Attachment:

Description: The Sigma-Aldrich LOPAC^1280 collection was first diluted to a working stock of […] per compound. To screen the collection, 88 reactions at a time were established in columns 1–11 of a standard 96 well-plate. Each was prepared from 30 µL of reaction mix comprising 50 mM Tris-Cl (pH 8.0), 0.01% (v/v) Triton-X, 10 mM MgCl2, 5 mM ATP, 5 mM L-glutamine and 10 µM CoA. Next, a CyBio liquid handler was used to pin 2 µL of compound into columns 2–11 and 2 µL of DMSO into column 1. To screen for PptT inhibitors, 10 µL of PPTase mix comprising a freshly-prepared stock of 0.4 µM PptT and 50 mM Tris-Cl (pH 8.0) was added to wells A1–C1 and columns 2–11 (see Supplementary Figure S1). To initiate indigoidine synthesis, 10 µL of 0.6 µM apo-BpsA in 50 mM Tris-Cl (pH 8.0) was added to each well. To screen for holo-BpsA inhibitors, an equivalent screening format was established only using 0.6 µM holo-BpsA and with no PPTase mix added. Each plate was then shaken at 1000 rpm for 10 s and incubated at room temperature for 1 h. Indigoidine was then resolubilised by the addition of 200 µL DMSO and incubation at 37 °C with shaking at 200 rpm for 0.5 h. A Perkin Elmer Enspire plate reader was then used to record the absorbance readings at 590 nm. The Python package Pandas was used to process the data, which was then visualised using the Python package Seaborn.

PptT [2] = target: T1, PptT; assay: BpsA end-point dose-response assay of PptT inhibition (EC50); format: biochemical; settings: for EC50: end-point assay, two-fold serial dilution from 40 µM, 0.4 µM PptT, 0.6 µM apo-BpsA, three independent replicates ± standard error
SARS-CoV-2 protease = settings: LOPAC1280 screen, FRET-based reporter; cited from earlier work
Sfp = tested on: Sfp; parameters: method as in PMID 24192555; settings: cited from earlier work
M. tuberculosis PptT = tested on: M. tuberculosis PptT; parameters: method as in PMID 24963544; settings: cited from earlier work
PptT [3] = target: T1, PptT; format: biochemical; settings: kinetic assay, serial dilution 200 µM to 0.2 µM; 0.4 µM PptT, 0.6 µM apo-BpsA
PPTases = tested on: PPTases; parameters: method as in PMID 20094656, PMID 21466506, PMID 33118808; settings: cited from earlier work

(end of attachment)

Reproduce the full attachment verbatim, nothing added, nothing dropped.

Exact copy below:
Description: The Sigma-Aldrich LOPAC^1280 collection was first diluted to a working stock of […] per compound. To screen the collection, 88 reactions at a time were established in columns 1–11 of a standard 96 well-plate. Each was prepared from 30 µL of reaction mix comprising 50 mM Tris-Cl (pH 8.0), 0.01% (v/v) Triton-X, 10 mM MgCl2, 5 mM ATP, 5 mM L-glutamine and 10 µM CoA. Next, a CyBio liquid handler was used to pin 2 µL of compound into columns 2–11 and 2 µL of DMSO into column 1. To screen for PptT inhibitors, 10 µL of PPTase mix comprising a freshly-prepared stock of 0.4 µM PptT and 50 mM Tris-Cl (pH 8.0) was added to wells A1–C1 and columns 2–11 (see Supplementary Figure S1). To initiate indigoidine synthesis, 10 µL of 0.6 µM apo-BpsA in 50 mM Tris-Cl (pH 8.0) was added to each well. To screen for holo-BpsA inhibitors, an equivalent screening format was established only using 0.6 µM holo-BpsA and with no PPTase mix added. Each plate was then shaken at 1000 rpm for 10 s and incubated at room temperature for 1 h. Indigoidine was then resolubilised by the addition of 200 µL DMSO and incubation at 37 °C with shaking at 200 rpm for 0.5 h. A Perkin Elmer Enspire plate reader was then used to record the absorbance readings at 590 nm. The Python package Pandas was used to process the data, which was then visualised using the Python package Seaborn.

PptT [2] = target: T1, PptT; assay: BpsA end-point dose-response assay of PptT inhibition (EC50); format: biochemical; settings: for EC50: end-point assay, two-fold serial dilution from 40 µM, 0.4 µM PptT, 0.6 µM apo-BpsA, three independent replicates ± standard error
SARS-CoV-2 protease = settings: LOPAC1280 screen, FRET-based reporter; cited from earlier work
Sfp = tested on: Sfp; parameters: method as in PMID 24192555; settings: cited from earlier work
M. tuberculosis PptT = tested on: M. tuberculosis PptT; parameters: method as in PMID 24963544; settings: cited from earlier work
PptT [3] = target: T1, PptT; format: biochemical; settings: kinetic assay, serial dilution 200 µM to 0.2 µM; 0.4 µM PptT, 0.6 µM apo-BpsA
PPTases = tested on: PPTases; parameters: method as in PMID 20094656, PMID 21466506, PMID 33118808; settings: cited from earlier work